Modified architecture after load testing

After another load test, it looks like we sized the environment right and were ready to go live. Hurray!

On the day we went live, the system had about 50,000 users. The serverless application scaled gracefully and handled traffic growth without any issues. The integration tier was also able to handle the traffic, but began to create a modest backlog of work. With the work to be done the SQS queue was starting to queue up items for longer and longer periods.

So our SRE team responded and scaled the EC2 instances both horizontally and vertically across the fleet. In turn, the backlog reduced and things continued as we expected.

Over the next few months, an eye-opening pattern began to emerge.

The serverless application we built performs like a well-oiled machine. Some flaws were found in the software, but there was no problem with the infrastructure. It increases during peak hours and decreases during off-peak. Overall, the dev team responsible for that application was able to continue growing the application without interruption.

However, the integration level and legacy applications were a different story. We had a team of 7 engineers working round the clock to monitor these applications. They continuously monitored CPU usage, memory allocation, and error queues for the first several weeks in an attempt to stabilize the environment. The bumpy nature of our app will lead to a boom that will affect our initial configuration of this fleet of EC2 instances.

For the first few months, nothing was done on these two apps except damage control. There was so much work to do with updating patches, rebooting servers, reconfiguring load balancers, and monitoring server statistics that it was impossible to do anything else.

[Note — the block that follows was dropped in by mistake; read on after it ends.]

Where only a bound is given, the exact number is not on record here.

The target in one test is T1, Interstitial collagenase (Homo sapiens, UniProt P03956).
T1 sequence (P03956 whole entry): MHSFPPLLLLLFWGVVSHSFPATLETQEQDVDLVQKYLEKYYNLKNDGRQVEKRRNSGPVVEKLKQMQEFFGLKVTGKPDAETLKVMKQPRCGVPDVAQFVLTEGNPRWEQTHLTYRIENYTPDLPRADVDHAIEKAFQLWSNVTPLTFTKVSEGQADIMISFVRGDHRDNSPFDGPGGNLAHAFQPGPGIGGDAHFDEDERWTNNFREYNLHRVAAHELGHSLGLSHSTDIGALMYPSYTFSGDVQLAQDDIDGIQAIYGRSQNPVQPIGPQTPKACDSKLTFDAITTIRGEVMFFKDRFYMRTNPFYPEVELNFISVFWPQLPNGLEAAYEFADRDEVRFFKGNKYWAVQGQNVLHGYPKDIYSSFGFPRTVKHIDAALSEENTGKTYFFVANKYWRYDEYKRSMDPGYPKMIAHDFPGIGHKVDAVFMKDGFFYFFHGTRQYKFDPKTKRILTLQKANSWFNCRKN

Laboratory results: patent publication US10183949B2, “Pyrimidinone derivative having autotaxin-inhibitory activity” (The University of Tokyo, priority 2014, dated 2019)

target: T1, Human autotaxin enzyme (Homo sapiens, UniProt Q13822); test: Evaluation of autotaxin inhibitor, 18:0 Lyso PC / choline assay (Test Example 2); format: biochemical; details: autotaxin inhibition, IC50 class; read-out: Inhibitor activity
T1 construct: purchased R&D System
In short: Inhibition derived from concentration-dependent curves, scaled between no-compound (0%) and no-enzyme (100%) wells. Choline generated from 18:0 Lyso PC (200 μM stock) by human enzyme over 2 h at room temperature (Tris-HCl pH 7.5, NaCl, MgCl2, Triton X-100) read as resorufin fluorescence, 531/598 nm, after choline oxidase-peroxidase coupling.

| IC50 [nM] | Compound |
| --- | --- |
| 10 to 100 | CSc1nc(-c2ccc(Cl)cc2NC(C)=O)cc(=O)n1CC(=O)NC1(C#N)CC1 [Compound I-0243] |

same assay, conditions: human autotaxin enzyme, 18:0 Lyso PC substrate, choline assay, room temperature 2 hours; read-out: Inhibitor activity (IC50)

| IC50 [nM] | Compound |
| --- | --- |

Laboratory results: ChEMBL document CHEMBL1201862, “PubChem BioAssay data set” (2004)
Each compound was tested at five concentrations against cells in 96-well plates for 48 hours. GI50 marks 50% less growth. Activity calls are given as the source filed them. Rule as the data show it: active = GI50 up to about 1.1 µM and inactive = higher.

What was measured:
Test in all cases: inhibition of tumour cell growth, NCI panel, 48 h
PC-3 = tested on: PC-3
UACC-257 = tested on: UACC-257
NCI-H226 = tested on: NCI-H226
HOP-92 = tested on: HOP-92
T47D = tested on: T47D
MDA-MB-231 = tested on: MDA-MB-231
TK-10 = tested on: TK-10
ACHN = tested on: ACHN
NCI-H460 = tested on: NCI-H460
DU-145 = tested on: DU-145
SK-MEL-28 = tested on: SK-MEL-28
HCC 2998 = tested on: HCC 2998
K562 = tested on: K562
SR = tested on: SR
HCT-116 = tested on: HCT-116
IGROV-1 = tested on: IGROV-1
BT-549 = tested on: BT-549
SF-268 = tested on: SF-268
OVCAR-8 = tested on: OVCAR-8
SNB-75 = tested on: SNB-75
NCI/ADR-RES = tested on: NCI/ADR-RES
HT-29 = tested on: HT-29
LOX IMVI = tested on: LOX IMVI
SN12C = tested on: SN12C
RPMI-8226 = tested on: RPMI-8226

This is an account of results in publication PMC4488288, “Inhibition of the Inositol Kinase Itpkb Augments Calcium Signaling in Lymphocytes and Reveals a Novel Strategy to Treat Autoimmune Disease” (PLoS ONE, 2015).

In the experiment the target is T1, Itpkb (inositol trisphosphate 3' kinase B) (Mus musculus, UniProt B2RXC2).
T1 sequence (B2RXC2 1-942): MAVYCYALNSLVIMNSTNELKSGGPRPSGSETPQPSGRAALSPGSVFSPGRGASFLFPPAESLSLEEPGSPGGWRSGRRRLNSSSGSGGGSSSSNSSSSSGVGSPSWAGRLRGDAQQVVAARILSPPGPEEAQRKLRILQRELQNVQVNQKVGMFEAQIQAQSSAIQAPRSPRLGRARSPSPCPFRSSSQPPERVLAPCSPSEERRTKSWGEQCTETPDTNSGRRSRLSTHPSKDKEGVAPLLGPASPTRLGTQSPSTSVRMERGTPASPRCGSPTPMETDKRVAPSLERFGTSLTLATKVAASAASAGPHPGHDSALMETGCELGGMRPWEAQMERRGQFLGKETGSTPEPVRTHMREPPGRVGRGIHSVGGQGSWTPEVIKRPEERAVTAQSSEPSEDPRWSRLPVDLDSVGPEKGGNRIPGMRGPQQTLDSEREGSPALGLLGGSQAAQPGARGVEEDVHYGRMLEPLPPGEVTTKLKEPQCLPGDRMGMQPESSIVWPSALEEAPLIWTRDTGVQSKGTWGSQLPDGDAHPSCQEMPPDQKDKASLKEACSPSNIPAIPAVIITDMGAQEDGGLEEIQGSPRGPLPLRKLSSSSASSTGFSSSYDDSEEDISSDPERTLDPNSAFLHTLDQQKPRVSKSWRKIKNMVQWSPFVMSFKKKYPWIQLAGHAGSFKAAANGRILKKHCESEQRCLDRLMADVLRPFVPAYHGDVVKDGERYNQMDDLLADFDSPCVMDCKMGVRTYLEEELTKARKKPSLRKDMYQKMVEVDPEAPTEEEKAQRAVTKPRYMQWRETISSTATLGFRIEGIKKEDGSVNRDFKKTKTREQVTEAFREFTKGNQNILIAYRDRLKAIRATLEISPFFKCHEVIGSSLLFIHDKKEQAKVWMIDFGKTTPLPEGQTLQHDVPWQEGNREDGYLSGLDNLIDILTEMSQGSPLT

This was the exact opposite of a serverless app.

In my example, a serverless app costs less money to run, build, and maintain, but that’s not always the case. There will be times when the cost of your infrastructure will be higher for serverless, but you need to take into account how much time personnel are taking to run a “cheap” solution.

Decreased productivity, slow rate of innovation and burnout are all non-tangible aspects of TCO that have a major impact on an organization. Serverless development enables engineers to move faster, not worry about (to an extent) sizing their application right, and saves the company some serious money.

Serverless isn’t a silver bullet, it just takes organizational maturity to handle cloud-native applications in production. Upskilling not only your developers, but also your support team is critical to your success with this technology.

When questioned about “to scale” serverless costs, be sure to talk not only about infrastructure costs, but about additional costs to the company such as the cost of construction and the cost of support. Be sure to talk. All of these factors drive the success (and profit margin!) of your application.

Happy coding!